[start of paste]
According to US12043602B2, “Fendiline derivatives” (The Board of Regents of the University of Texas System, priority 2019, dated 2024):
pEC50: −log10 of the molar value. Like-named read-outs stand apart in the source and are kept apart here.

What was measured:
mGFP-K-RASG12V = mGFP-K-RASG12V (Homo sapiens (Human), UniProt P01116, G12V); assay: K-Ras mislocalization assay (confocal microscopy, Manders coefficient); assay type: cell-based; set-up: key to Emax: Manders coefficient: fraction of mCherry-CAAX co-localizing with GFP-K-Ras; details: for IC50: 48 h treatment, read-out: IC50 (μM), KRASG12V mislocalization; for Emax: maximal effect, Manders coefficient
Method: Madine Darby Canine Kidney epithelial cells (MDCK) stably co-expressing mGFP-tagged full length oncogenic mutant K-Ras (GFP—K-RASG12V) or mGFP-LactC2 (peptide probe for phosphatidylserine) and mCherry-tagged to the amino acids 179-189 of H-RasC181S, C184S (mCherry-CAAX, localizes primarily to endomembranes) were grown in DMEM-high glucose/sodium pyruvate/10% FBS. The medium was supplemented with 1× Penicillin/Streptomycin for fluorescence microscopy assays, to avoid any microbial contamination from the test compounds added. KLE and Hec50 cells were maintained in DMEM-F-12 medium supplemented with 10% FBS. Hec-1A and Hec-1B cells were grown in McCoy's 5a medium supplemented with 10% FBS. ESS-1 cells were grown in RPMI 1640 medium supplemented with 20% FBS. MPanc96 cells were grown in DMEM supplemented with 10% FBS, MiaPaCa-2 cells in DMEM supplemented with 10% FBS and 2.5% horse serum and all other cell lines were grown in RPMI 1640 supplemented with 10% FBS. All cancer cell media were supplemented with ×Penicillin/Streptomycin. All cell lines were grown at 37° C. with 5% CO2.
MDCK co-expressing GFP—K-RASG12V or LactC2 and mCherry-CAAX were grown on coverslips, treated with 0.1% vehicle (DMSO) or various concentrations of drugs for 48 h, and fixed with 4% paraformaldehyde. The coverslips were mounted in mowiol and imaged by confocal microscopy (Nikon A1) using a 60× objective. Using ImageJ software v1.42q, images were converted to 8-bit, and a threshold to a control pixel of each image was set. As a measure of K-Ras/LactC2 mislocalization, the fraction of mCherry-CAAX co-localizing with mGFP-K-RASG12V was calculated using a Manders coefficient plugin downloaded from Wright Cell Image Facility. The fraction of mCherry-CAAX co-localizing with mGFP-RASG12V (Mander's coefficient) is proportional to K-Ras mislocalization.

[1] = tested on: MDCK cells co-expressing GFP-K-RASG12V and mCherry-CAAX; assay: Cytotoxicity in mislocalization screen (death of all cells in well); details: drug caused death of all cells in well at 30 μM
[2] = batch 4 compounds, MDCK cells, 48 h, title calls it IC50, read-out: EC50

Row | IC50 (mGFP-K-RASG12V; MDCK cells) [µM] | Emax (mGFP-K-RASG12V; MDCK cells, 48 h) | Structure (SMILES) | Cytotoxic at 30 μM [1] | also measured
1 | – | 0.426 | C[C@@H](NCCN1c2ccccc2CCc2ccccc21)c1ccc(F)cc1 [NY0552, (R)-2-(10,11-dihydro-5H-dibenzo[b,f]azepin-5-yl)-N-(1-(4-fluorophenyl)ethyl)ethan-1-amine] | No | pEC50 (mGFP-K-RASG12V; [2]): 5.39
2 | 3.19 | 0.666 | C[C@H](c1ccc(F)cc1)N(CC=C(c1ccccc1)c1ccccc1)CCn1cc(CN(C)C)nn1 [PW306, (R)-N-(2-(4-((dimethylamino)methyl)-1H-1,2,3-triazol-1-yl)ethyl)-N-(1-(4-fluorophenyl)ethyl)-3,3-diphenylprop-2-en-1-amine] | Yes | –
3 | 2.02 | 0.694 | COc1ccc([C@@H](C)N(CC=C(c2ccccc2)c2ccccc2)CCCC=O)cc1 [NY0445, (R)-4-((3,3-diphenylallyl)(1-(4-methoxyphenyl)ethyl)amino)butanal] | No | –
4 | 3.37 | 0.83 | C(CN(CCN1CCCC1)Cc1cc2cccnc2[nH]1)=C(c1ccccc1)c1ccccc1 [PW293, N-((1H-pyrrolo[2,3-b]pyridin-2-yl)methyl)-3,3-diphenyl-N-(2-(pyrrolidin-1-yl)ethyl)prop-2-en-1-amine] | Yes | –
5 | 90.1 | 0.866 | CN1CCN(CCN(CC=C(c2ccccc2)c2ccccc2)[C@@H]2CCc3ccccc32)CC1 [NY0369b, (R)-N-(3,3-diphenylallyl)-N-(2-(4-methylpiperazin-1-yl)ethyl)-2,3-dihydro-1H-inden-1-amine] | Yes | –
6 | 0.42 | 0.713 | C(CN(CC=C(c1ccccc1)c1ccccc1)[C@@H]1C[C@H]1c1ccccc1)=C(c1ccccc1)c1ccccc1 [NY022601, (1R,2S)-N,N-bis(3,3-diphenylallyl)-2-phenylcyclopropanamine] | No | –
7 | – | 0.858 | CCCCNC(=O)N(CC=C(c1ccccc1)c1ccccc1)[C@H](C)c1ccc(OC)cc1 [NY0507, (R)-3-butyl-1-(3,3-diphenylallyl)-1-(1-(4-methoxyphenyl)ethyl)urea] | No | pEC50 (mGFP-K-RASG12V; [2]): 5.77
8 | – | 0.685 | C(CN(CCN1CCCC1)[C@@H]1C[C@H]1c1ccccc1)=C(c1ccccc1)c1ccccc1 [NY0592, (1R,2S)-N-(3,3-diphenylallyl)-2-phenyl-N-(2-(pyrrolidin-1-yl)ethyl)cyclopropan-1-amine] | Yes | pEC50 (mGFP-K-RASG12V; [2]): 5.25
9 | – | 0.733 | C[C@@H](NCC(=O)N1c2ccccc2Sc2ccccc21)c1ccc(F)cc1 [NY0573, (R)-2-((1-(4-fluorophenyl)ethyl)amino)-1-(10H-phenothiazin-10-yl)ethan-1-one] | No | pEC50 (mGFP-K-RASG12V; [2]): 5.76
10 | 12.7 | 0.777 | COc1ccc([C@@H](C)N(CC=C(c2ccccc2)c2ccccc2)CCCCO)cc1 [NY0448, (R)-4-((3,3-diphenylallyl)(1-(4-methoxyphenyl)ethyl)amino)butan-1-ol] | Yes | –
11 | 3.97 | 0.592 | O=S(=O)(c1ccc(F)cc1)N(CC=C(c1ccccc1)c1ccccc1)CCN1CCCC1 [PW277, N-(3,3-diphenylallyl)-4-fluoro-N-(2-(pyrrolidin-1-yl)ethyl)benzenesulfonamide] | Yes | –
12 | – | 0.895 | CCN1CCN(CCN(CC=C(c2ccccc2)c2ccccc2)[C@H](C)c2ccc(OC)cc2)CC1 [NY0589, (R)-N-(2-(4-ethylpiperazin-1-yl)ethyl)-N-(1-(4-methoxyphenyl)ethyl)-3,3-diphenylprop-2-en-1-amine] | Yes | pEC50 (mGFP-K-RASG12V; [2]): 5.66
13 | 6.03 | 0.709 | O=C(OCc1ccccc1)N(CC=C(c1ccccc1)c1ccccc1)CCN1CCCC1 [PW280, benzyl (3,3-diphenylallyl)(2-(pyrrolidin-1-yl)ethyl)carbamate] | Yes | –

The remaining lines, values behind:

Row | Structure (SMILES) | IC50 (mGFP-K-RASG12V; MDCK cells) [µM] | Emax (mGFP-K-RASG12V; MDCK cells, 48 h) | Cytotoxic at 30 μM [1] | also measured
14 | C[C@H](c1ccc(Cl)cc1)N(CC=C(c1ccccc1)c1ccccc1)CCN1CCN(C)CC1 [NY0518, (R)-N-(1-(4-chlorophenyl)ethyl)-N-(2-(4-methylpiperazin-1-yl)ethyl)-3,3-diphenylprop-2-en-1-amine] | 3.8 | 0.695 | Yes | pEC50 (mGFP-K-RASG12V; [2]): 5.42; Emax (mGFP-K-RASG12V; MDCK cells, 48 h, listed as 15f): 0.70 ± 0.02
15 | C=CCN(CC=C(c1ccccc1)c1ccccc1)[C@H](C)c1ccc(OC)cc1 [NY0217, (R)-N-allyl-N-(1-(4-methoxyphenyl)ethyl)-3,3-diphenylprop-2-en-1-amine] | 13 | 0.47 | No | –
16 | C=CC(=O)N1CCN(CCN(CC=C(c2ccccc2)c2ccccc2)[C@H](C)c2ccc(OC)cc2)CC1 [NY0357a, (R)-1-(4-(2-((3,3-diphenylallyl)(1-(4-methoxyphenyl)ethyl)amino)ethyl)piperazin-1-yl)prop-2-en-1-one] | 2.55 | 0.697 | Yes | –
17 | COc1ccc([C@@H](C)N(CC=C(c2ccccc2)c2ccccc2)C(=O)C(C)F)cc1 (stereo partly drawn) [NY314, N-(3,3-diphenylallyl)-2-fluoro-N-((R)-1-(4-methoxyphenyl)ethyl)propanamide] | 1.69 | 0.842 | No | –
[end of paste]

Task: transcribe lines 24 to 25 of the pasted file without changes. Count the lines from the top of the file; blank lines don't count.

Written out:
Row | Structure (SMILES) | IC50 (mGFP-K-RASG12V; MDCK cells) [µM] | Emax (mGFP-K-RASG12V; MDCK cells, 48 h) | Cytotoxic at 30 μM [1] | also measured
14 | C[C@H](c1ccc(Cl)cc1)N(CC=C(c1ccccc1)c1ccccc1)CCN1CCN(C)CC1 [NY0518, (R)-N-(1-(4-chlorophenyl)ethyl)-N-(2-(4-methylpiperazin-1-yl)ethyl)-3,3-diphenylprop-2-en-1-amine] | 3.8 | 0.695 | Yes | pEC50 (mGFP-K-RASG12V; [2]): 5.42; Emax (mGFP-K-RASG12V; MDCK cells, 48 h, listed as 15f): 0.70 ± 0.02